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Manhattan Theatre Club: $30 Tickets for 30-Year-Olds
By Nancy Malitz
June 7, 2016
Founded in 1970, Manhattan Theatre Club has grown from an off-off-Broadway showcase into a verstile on- and off-Broadway producer with 19 Tony Awards and six Pulitzer Prizes, a subscriber base of 20,000, and a reputation for exciting new work. It typically offers eight plays in its two theaters. The “30 Under 30” campaign, offering $30 tickets to people 30 and under, has been among its most
The challenge: Declining subscription base, the Crash of ‘08
At the time of the Crash of 2008, we were five years into having a Broadway theater in our mix,” says Barry Grove, who is in his 41st year as executive producer of the Manhattan Theater Club. “Prior to that, 80 percent of our audiences were subscribers, but we had also entered this other world of the single ticket audience. “Meanwhile, national surveys were tracking the trend of subscriptions declining on a gentle slope. It was never again going to be like the old days when 15,000 to 16,000 people subscribed to everything. It was becoming ‘make your own package,’ and smaller packages, and flex passes, and a mix of Broadway on and off, and the need to balance that out. But it was the Crash that brought the urgency.” [PHOTO: Manhattan Theatre Club Executive Producer Barry Grove.]
The goal: Bring audiences back, attract young professionals
Director of Marketing Debra Waxman and her team were looking at two goals: Getting people back after the Crash and finding a younger crowd. “We had programs for students in the 15-20 age range but not so much in that next age-group up,” she says. “We set a goal to target young professionals in their late 20s and 30s who have moved to New York and want to enjoy the culture but don’t necessarily have all the financial resources.” [PHOTO: MTC Marketing Director Debra Waxman.]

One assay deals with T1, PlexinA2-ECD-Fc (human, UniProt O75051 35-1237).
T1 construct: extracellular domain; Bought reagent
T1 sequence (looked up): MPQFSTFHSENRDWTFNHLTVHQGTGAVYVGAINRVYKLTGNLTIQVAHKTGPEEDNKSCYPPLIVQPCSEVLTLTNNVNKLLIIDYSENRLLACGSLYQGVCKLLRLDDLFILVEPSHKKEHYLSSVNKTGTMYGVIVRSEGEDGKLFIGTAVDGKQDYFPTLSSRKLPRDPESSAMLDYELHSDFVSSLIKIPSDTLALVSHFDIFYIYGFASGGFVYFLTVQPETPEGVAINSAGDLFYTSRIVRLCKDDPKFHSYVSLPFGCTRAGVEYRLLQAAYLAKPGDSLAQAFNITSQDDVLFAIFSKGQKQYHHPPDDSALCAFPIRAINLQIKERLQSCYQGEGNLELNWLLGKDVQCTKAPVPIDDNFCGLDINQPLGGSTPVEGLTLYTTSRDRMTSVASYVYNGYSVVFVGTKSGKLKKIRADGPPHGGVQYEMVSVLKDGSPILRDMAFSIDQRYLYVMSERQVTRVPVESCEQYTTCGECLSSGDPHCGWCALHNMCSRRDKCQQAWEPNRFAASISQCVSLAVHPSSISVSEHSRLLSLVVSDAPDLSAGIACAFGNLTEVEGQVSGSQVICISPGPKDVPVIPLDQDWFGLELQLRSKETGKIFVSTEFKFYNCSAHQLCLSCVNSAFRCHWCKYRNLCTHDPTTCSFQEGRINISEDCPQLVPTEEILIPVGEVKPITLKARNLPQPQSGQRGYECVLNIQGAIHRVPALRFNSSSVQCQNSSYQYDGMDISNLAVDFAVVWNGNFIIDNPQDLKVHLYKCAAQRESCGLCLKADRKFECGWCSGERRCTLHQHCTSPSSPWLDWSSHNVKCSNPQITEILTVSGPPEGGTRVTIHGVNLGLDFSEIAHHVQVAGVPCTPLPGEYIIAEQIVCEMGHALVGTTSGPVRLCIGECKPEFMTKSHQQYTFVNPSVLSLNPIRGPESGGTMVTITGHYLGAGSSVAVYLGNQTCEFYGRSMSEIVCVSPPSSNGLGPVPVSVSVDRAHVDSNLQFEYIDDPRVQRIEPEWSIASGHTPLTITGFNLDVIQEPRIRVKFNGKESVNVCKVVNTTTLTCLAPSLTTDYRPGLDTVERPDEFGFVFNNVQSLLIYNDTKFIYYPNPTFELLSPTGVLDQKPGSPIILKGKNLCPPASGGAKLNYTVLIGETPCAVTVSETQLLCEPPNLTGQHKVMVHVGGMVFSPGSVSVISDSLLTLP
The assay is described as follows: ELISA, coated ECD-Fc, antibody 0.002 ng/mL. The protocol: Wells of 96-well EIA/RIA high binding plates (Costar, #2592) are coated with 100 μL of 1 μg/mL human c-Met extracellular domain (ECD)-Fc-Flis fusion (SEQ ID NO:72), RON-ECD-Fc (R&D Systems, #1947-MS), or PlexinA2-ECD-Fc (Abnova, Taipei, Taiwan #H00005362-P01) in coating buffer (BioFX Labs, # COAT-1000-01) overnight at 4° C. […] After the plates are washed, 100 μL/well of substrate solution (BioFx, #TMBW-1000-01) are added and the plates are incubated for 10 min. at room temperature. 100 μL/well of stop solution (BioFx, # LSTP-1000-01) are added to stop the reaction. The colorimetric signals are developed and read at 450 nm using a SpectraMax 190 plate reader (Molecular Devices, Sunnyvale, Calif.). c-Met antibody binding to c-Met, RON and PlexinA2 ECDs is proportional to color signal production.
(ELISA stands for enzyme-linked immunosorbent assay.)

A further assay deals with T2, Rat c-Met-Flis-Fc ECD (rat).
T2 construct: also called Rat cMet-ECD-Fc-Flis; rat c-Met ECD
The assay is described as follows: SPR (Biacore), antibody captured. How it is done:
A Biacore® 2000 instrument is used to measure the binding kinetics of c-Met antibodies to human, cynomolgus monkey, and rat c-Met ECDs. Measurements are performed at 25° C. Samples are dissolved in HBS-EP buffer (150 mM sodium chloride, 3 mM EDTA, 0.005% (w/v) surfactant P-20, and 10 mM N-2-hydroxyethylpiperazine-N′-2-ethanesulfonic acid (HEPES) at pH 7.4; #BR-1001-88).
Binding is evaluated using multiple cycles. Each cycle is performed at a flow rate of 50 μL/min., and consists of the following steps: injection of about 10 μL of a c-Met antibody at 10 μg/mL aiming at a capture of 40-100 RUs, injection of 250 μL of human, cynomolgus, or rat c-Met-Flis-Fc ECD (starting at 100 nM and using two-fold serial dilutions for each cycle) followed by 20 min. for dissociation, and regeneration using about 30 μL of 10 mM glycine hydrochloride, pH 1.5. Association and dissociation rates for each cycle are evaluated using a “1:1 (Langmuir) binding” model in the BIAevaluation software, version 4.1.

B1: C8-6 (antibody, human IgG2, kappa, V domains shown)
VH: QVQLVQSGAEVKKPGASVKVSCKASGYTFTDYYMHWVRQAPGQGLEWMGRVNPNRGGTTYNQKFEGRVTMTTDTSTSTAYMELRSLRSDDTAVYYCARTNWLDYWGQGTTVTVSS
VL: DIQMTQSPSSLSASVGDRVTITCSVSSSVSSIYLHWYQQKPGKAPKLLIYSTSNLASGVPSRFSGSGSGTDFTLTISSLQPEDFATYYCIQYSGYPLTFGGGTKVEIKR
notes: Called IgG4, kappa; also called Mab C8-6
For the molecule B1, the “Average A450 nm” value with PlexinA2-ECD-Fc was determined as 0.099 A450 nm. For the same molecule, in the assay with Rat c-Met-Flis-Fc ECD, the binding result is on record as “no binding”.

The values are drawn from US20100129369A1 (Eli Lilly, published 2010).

Focus Group: In late 2008, Waxman turned to MTC’s 18 interns and created an informal focus group. Among her questions:
Price was one obstacle, Waxman found, but so was getting up at six a.m. and sitting on a sidewalk just to get a cheap rush ticket. Emerging professionals, MTC learned, are busy people.
30 Under 30 launch
Getting the word out
The 30 Under 30 program launched with 325 names on the email list; it now has 16,000.
And for those over 30 but under…
Young Patrons: MTC’s development department recently went to work on a Young Patrons program (ages 18 to 39) with social gatherings and donor perks. “The regular scale basically runs from $2,500 for a couple up to $25,000 with a tax-deductible component and benefits increasing, such as best seats in the house,” Grove explained.
The Actors Take to Social Media
A huge stimulus for the 30-under-30 crowd has turned out to be the actors themselves. Many are heavy social-media users, members of the target age group, and eager to stay in touch with their fans. MTC’s Constellations, a two-character drama about love and higher physics by Nick Payne, featured film and TV stars Jake Gyllenhaal (Brokeback Mountain) and Ruth Wilson (BBC’s Luther and Jane Eyre) in their Broadway debuts. It was a huge hit, selling out almost immediately, but it could not be extended, because both stars were heading into high-profile projects with firm start dates. [PHOTO: Constellations was a hit with the 30 Under 30 group, thanks to the actors’ willingness to use their own social-media accounts.]
Jake and Ruth came to us,” says Marketing Director Debra Waxman. “They told us they’d be willing to do a ninth performance in each of the final three weeks if we made a lot of the tickets available to this younger audience that has been so great for us.” The actors broke the news themselves, via Jake’s iPhone on Instagram, that a thousand tickets would be on sale at $30, solely to 30 Under 30 members. The tickets were gone in 24 hours. [PHOTO: Screen shot of Jack Gyllenhaal’s Instagram post with costar Ruth Wilson.]
Nancy Malitz is the publisher of the web magazine Chicago On the Aisle and an editor of the web site Classical Voice North America. She was the founding music critic at USA Today and the first director of new media for The Detroit News. She has written about the arts for a variety of national publications.
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